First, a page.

public long TimeStamp { get; set; } = 0;

        // Gets or sets a value indicating whether indicates whether the job has completed.
        public bool Completed { get; set; } = false;

        // Gets or sets the conversation reference to which to send status updates.
        public ConversationReference Conversation { get; set; }
    }
}

Define a state middleware class

The JobState class manages the job state, independent of conversation or user state.

using Microsoft.Bot.Builder;

/// A BotState for managing bot state for "bot jobs".
public class JobState : BotState
{
    // The key used to cache the state information in the turn context.
    private const string StorageKey = "ProactiveBot.JobState";

    // Initializes a new instance of the JobState class.
    public JobState(IStorage storage)
        : base(storage, StorageKey)
    {
    }

    // Gets the storage key for caching state information.
    protected override string GetStorageKey(ITurnContext turnContext) => StorageKey;
}

Register the bot and required services

The Startup.cs file registers the bot and associated services.

The ConfigureServices method registers the bot and the endpoint service, including error handling and state management. It also registers the job state accessor.

public void ConfigureServices(IServiceCollection services)
{
    // The Memory Storage used here is for local bot debugging only. When the bot
    // is restarted, everything stored in memory will be gone.
    IStorage dataStore = new MemoryStorage();
    // ...

    // Create Job State object.
    // The Job State object is where we persist anything at the job-scope.
    // Note: It's independent of any user or conversation.
    var jobState = new JobState(dataStore);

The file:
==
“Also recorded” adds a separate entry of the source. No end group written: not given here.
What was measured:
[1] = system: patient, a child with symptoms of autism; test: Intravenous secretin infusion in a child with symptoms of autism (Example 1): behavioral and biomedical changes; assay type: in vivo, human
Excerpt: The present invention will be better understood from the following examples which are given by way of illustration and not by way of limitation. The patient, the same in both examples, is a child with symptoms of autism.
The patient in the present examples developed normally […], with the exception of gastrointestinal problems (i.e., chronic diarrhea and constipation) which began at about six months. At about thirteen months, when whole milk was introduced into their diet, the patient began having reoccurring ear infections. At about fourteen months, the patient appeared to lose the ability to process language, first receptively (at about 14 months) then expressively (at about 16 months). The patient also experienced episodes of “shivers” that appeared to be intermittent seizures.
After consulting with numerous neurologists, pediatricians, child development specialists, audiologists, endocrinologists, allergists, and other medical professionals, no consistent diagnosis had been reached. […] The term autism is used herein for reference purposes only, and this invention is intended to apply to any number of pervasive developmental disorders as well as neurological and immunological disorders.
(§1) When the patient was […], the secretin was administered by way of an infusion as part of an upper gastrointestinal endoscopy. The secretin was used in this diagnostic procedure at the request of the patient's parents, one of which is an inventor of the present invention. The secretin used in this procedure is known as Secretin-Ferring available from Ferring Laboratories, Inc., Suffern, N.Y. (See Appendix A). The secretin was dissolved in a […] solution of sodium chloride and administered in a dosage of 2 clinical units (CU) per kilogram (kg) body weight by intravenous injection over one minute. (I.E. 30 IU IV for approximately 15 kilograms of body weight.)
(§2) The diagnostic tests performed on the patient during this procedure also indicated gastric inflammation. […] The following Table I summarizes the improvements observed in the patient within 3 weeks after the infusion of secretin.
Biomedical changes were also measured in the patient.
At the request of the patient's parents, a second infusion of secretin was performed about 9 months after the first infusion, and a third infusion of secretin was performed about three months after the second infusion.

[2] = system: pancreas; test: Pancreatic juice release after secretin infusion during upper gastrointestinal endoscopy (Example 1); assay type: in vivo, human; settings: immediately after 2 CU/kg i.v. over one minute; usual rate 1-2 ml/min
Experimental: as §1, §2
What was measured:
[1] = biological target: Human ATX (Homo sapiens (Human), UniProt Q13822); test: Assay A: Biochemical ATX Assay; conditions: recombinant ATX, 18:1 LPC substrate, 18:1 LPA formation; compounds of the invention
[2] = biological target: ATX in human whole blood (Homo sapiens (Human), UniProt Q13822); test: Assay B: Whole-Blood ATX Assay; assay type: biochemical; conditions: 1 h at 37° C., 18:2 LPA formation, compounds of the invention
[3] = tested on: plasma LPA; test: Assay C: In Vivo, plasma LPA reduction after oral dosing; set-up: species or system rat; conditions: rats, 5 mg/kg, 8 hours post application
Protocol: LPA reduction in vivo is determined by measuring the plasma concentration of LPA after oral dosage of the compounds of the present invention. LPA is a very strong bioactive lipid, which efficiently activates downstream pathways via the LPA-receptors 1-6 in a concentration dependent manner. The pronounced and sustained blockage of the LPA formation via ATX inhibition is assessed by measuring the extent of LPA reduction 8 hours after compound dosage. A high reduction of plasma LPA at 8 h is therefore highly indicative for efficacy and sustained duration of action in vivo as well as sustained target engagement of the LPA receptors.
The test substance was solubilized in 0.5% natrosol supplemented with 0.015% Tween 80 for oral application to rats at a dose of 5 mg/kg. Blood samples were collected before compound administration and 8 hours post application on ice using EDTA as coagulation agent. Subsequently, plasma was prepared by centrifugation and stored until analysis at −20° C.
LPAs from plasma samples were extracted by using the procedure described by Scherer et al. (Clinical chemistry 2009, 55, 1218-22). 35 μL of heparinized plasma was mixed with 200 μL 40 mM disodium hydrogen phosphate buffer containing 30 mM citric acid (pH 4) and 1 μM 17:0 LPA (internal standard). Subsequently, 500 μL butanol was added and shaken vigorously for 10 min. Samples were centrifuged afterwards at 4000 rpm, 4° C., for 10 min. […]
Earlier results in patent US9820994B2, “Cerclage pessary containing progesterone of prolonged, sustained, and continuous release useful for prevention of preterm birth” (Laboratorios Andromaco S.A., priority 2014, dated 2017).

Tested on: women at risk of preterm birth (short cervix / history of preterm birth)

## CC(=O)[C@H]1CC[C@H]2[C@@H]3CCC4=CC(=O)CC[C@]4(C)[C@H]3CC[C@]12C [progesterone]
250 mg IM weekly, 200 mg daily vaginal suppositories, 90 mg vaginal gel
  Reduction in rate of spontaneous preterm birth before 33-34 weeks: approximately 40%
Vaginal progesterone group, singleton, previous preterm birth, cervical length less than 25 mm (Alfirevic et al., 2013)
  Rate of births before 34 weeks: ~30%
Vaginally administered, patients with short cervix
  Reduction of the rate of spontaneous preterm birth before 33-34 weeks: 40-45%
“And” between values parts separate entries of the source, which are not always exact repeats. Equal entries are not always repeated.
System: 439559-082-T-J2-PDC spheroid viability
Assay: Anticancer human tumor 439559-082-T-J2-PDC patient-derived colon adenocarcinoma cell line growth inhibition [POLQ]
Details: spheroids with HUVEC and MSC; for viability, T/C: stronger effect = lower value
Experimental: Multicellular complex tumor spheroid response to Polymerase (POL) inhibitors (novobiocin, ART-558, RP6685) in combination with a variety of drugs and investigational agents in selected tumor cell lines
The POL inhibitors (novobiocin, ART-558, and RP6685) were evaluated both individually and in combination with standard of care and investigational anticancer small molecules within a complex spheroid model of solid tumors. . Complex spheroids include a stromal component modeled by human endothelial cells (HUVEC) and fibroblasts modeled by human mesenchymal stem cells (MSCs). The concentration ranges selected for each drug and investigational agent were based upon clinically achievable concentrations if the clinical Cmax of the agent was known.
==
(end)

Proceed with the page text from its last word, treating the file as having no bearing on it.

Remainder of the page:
// Make it available to our bot
    services.AddSingleton(sp => jobState);

    // ...      
    }

Define the bot

The user can ask the bot to create and run a job for them. A separate job service could notify the bot when a job has completed. The bot is designed to:

  • Create a job in response to a run or run job message from the user.
  • Show all registered jobs in response to a show or show jobs message from the user.
  • Complete a job in response to a job completed event that identifies the completed job.
  • Simulate a job completed event in response to a done <jobIdentifier> message.
  • Send a proactive message to the user, using the original conversation, when the job completes.

The bot has a few aspects:

  • initialization code
  • a turn handler
  • methods for creating and completing the jobs

Declare the class

Each interaction from the user creates an instance of the ProactiveBot class. The process of creating a service each time they are needed is called transient lifetime service. Objects that are expensive to construct, or have a lifetime beyond the single turn, should be carefully managed.

Each interaction from the user creates an instance of the ProactiveBot class. The process of creating a service each time they are needed is called transient lifetime service. Objects that are expensive to construct, or have a lifetime beyond the single turn, should be carefully managed.

namespace Microsoft.BotBuilderSamples
{
    public class ProactiveBot : IBot
    {
        // The name of events that signal that a job has completed.
        public const string JobCompleteEventName = "jobComplete";

        public const string WelcomeText = "Type 'run' or 'run job' to start a new job.\r\n" +
                                          "Type 'show' or 'show jobs' to display the job log.\r\n" +
                                          "Type 'done <jobNumber>' to complete a job.";
    }
}

Add initialization code

private readonly JobState _jobState;
private readonly IStatePropertyAccessor<JobLog> _jobLogPropertyAccessor;